Trouble With “Real Life” Discoveries in Therapy

By Kristina Randle, Ph.D., LCSW

I started going to therapy in December, after 3 other failed attempts. I’ve been consistent in going, and have really developed a rapport with my therapist. In my past, I have not been forthcoming with my feelings. I tend to hide, makeup stories of trauma to help cope with things that have happened. I was violently raped in college, and never told anyone about it.

Anyway, in therapy, we’re dealing with my relationship with my mother, one that is complex, because she continually calls me “a mess” and doesn’t have much faith in me … to the point where, upon learning that I was moving in with my boyfriend, her question was “Is he sure?”

I have therapy sessions every Monday, and I’m finding that rather than wanting to talk about it, or even act on the things that me and my Dr. discuss, I shut down. I’m even having trouble talking to my boyfriend about anything, for fear of breaking down. I feel depressed and a little hopeless.

I’m sorry this question is all over the place, but any help you can give me would be appreciated.

A. I want to first say congratulations on making progress in therapy. You have had several unsuccessful attempts and now it seems that you are making great strides. Don’t overlook or underappreciate your progress. It’s a sign that you are on the road to success.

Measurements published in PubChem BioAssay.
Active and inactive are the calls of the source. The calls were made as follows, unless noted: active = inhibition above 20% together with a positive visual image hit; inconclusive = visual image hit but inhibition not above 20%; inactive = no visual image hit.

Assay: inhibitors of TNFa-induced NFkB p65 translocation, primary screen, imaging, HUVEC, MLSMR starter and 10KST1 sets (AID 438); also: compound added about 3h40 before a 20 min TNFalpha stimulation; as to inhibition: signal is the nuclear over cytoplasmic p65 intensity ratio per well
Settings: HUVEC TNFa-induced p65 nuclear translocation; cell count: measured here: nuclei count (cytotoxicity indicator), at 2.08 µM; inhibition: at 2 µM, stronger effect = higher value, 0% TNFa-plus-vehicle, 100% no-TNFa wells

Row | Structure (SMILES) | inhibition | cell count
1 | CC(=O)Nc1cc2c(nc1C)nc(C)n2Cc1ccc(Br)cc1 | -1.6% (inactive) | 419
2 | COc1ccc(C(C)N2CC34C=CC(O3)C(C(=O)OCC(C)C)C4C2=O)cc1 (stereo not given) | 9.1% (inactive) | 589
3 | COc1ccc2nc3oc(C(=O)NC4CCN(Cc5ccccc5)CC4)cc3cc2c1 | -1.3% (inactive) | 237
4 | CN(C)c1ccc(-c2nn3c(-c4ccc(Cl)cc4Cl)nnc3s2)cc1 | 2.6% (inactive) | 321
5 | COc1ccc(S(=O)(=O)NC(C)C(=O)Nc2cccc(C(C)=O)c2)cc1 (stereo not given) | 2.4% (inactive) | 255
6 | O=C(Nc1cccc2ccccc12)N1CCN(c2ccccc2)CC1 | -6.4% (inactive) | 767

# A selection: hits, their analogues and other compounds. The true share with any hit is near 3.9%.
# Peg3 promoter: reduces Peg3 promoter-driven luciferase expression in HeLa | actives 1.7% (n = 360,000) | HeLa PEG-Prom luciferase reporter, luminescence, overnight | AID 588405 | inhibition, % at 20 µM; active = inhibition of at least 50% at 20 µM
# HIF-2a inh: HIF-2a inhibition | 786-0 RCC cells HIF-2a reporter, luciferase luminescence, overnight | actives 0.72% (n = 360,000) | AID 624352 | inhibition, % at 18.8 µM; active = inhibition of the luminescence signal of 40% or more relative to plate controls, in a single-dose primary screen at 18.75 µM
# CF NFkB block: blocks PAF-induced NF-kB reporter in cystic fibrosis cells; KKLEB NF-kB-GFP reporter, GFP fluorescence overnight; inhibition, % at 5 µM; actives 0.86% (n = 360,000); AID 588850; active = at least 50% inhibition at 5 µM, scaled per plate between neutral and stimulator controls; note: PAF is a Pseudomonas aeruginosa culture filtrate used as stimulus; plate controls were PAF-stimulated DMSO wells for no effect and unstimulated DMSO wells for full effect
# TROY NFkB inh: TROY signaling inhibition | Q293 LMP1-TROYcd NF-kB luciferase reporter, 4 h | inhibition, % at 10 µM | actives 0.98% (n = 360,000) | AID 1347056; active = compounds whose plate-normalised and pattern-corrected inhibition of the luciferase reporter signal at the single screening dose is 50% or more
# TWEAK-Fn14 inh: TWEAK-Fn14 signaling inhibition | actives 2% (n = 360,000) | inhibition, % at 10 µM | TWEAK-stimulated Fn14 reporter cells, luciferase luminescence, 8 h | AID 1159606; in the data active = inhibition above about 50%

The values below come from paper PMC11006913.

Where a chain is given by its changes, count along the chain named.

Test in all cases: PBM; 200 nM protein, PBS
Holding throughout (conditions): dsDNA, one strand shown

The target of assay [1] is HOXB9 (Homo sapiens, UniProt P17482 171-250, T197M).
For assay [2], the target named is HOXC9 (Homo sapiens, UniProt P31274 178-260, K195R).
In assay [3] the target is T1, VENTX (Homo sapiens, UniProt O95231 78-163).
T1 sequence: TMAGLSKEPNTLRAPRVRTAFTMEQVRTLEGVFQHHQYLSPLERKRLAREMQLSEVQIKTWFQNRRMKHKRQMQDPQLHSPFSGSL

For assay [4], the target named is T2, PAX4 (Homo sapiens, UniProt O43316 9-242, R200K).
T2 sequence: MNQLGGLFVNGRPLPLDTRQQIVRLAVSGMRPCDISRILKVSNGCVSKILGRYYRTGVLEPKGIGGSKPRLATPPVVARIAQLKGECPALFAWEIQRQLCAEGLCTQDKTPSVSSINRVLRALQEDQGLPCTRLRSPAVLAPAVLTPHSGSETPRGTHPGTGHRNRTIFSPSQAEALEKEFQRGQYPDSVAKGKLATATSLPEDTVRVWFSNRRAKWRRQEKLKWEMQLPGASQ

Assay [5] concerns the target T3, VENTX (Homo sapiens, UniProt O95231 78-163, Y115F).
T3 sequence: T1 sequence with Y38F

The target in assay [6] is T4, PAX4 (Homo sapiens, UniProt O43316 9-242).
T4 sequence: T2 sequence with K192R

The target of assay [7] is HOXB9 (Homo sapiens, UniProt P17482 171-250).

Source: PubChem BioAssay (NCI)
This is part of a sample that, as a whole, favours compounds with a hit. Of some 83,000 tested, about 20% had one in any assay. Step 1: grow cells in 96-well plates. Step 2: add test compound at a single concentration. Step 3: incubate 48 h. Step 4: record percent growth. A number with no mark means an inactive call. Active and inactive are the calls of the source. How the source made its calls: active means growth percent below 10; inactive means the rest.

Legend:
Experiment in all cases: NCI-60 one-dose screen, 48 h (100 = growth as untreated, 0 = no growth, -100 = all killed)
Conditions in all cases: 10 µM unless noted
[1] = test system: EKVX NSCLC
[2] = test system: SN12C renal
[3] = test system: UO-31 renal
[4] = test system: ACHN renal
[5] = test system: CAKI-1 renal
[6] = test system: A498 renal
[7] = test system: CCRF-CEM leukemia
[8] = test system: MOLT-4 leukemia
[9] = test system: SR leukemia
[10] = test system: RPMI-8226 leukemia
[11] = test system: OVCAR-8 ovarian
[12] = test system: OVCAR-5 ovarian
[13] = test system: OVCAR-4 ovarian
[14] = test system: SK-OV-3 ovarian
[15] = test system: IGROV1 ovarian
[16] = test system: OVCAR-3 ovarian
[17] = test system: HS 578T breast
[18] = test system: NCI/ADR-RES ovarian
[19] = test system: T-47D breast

The fact that you want to “shut down” indicates that you are probably where you need to be. It would be easier not to discuss difficult issues but ignoring them can slow your progress. Your therapist is likely pushing you into uncomfortable areas because he or she knows that is necessary for your personal growth.

Think of therapy as personal training for the mind. In many respects, the adage, “no pain no gain” is very fitting. Pain is often a sign of progress.

Therapy is often uncomfortable. It is the main reason why many people avoid it. Therapy forces individuals to analyze aspects of their life and make changes. Many people would rather not do the difficult work necessary to improve their lives. Status quo is easy; change requires work and it is difficult. M. Scott Peck discusses this extensively in his famous bestseller The Road Less Traveled. In his opinion, individuals who attend therapy are in essence saying “my life as it stands is no longer working and it needs to change.” Individuals who attend therapy are ready to give up their old life and begin a new one. He believes that the decision to undergo therapy takes great courage. I wholeheartedly agree.

I would encourage you to discuss your feelings with your therapist. Understand that behavioral changes and new ways of thinking will be uncomfortable but if you stick with therapy you will likely continue to make great progress. I wish you continued success. Please take care.

Dr. Kristina Randle

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Last reviewed: By John M. Grohol, Psy.D. on 15 Apr 2011

APA Reference
Randle, K. (2011). Trouble With “Real Life” Discoveries in Therapy. Psych Central. Retrieved on August 22, 2014, from http://psychcentral.com/ask-the-therapist/2011/04/15/trouble-with-real-life-discoveries-in-therapy/

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